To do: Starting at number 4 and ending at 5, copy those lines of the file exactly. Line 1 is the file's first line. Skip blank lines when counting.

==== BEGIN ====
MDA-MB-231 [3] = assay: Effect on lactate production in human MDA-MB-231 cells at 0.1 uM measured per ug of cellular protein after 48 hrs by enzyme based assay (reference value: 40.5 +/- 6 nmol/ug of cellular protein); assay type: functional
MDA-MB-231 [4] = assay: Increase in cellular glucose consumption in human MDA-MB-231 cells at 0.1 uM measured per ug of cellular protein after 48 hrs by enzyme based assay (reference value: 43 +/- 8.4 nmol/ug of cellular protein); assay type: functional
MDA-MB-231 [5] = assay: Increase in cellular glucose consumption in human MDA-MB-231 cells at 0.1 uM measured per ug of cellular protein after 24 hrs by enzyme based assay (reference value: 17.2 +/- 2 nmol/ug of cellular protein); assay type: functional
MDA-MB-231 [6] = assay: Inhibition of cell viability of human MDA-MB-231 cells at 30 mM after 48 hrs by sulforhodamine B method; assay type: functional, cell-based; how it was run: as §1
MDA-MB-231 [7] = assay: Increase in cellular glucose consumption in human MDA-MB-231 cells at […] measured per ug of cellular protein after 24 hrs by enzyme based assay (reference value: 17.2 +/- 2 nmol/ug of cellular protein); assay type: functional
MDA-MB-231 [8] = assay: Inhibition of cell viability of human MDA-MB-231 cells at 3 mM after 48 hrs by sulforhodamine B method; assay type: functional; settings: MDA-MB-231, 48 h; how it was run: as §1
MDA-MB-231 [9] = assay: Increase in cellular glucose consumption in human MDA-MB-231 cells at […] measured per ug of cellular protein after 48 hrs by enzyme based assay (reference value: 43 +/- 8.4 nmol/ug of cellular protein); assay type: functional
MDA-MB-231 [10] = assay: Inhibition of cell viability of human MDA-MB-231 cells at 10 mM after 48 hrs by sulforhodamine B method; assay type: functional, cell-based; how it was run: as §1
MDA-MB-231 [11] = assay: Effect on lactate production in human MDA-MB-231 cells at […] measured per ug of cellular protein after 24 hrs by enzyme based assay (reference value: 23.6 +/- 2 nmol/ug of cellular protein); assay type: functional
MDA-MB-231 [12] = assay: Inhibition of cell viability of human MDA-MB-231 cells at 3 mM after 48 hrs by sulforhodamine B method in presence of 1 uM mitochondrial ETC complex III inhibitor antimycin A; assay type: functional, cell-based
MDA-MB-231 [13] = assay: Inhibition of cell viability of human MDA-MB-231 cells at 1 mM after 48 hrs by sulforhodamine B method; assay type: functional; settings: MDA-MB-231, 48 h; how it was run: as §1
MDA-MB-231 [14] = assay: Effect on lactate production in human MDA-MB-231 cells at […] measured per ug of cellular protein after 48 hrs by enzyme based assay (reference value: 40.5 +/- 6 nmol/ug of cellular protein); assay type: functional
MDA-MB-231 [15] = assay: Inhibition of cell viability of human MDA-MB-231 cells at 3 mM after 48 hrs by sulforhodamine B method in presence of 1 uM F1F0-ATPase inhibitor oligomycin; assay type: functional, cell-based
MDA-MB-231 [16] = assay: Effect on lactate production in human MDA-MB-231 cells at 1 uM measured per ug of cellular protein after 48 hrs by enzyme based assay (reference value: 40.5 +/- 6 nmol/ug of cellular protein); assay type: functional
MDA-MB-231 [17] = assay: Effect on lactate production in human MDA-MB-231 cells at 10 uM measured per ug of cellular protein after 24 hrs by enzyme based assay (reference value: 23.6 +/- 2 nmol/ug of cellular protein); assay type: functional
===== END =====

MDA-MB-231 [6] = assay: Inhibition of cell viability of human MDA-MB-231 cells at 30 mM after 48 hrs by sulforhodamine B method; assay type: functional, cell-based; how it was run: as §1
MDA-MB-231 [7] = assay: Increase in cellular glucose consumption in human MDA-MB-231 cells at […] measured per ug of cellular protein after 24 hrs by enzyme based assay (reference value: 17.2 +/- 2 nmol/ug of cellular protein); assay type: functional